What's bigger, the streaming giant's growing audience or its ever-higher piles of debt?
When it comes to Netflix, Wall Street always loves larger-than-expected subscriber gains. That explains why the popular streaming service’s shares are soaring after Netflix blew away forecasts by adding 5.2 million new subscribers in the most recent quarter.
The subscriber bump easily outpaced analysts’ estimates of 3.2 million new subscribers, and it was more than triple the number of gains reported in the same quarter last year. Netflix reported the news after the market closed on Monday, quickly sending the company’s shares up by more than 10% in after-hours trading.
Wall Street typically either rewards or punishes Netflix stock based on the company’s quarterly subscriber movement rather than its actual earnings. That was also the case on Monday, as the company’s stock soared, despite the fact that Netflix reported earnings of 15 cents per share, just below the 16 cents forecasted. While the company reported $2.79 billion in quarterly revenue (which topped estimates and was up 32% year-over-year), its $65.6 million in quarterly profits also fell short of the $68.5 million estimated by analysts.
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In a letter to shareholders, Netflix attributed the subscriber increase to the surplus of popular original content that debuted on the streaming service during the second fiscal quarter—which is historically a weak quarter for subscriber gains. This period saw the release of new seasons for 14 original series, 13 comedy specials, and nine feature films. And some investors expected the company to post surprisingly strong quarterly subscriber numbers, with the premiere of the original teen drama 13 Reasons Why, as well as the return of popular Netflix originals House of Cards and Orange Is the New Black.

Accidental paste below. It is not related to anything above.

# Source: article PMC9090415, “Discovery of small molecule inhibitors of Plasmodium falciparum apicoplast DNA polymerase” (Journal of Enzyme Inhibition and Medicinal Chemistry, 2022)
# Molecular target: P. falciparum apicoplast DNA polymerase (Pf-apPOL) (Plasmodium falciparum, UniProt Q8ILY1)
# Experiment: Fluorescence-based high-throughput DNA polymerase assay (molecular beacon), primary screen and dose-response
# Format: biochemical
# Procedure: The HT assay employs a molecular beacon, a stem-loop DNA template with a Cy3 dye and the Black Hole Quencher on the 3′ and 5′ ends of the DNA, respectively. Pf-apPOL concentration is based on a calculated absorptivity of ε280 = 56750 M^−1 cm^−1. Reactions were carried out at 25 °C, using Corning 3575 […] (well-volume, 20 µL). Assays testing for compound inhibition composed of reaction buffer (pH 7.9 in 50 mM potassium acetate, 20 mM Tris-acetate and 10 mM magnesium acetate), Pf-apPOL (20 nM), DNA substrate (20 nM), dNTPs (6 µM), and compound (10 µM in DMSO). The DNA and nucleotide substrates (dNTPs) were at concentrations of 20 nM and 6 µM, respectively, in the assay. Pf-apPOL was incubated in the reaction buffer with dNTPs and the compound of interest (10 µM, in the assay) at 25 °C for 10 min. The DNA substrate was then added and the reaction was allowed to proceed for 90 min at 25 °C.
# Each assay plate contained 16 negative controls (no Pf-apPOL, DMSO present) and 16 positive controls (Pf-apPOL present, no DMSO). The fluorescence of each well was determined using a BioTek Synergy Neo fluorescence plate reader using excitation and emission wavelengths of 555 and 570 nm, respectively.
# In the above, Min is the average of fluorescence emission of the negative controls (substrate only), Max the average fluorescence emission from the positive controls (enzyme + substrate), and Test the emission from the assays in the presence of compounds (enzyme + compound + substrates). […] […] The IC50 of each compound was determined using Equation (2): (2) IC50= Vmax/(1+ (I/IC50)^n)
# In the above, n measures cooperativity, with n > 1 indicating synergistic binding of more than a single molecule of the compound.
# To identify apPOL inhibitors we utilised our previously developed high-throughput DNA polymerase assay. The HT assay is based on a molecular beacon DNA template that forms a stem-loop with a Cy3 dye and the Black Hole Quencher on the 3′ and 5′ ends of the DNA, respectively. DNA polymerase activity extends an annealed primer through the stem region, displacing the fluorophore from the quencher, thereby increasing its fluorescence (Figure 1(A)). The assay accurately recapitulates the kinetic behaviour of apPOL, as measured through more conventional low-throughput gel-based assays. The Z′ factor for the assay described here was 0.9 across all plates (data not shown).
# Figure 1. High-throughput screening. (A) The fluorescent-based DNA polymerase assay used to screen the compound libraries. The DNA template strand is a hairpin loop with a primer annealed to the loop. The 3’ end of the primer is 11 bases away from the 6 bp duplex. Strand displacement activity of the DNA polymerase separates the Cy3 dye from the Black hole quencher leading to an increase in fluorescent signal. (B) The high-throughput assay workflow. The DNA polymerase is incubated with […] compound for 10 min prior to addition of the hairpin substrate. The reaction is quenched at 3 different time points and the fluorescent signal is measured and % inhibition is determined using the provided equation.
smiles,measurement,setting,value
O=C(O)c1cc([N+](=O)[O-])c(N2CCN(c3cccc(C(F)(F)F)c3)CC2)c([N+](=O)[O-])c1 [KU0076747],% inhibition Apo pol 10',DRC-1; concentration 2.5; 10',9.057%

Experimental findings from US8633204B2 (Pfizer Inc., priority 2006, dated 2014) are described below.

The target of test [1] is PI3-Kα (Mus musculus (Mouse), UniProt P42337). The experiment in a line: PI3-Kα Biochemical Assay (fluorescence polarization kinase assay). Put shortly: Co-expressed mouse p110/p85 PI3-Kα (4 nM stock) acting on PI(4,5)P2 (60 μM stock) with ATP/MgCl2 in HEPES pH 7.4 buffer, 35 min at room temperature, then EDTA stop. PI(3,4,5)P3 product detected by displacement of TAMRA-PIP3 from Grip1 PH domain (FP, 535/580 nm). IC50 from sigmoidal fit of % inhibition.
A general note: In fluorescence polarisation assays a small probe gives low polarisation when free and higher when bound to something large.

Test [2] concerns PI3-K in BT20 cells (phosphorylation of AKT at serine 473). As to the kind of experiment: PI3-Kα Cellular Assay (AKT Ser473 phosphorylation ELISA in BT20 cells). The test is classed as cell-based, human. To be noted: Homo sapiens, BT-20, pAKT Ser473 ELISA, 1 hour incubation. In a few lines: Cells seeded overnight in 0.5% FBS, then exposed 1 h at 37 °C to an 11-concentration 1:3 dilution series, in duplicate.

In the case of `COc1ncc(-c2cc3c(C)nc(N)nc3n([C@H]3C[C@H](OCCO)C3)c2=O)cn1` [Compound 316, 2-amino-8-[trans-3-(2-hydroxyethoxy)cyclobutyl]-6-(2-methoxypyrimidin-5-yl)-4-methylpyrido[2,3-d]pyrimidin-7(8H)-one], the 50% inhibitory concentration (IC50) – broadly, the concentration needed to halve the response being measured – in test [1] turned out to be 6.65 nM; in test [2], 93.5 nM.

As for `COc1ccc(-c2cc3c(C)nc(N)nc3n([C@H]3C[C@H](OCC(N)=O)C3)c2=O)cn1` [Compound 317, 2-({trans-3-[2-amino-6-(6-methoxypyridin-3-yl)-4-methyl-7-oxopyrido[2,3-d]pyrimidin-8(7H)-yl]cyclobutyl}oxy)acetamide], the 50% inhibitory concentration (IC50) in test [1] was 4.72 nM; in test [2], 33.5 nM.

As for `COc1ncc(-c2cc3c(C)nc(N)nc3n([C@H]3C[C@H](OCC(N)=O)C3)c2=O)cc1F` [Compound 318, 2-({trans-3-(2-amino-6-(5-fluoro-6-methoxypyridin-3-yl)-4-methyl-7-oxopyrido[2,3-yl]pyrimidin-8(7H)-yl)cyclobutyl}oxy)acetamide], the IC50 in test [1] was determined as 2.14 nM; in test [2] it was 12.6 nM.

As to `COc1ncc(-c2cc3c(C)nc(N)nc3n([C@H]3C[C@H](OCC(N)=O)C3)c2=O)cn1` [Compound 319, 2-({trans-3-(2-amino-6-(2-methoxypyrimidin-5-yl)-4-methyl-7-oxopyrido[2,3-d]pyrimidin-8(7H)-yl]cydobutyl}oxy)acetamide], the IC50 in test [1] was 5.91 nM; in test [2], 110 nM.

As has been the case of late, the bulk of Netflix’s subscriber growth came overseas (4.14 million new subscribers), while the company’s domestic subscriber growth (1.07 million) was down 25% from the previous quarter, though up considerably from the same quarter last year. Netflix’s domestic subscriber growth has slowed in recent years, placing that much more importance on the company’s ability to continue picking up new customers in international markets. In the current quarter, Netflix expects to add another 4.4 million subscribers, with more than 82% of that total coming from overseas.
But to catch all these fish, Netflix is spending more than $6 billion on original content this year alone, up by $1 billion from last year. And the company seemingly has no plans to slow its spending on programming in the immediate future, as the search for further subscriber gains continues. And as the company’s subscriber base has swelled, Netflix’s spending has continued to climb. In the most recent quarter, Netflix reported a negative free cash flow of $608 million, with the company expecting that deficit to reach as much as $2.5 billion for the full year of 2017.
With rivals like Amazon and Hulu continually churning out more streaming content—and with companies like Apple jumping on the original programming bandwagon—Netflix clearly feels the need to outspend its competitors to continue adding subscribers around the world. After its strong second quarter, Netflix has now surpassed the symbolic 100 million subscriber mark. In April, the company took on an additional $1.1 billion in debt to fund its massive spending on content, and its long-term debt stood at $4.8 billion at the end of June. In order to keep paying that tab, the streaming video king simply must continue growing its audience.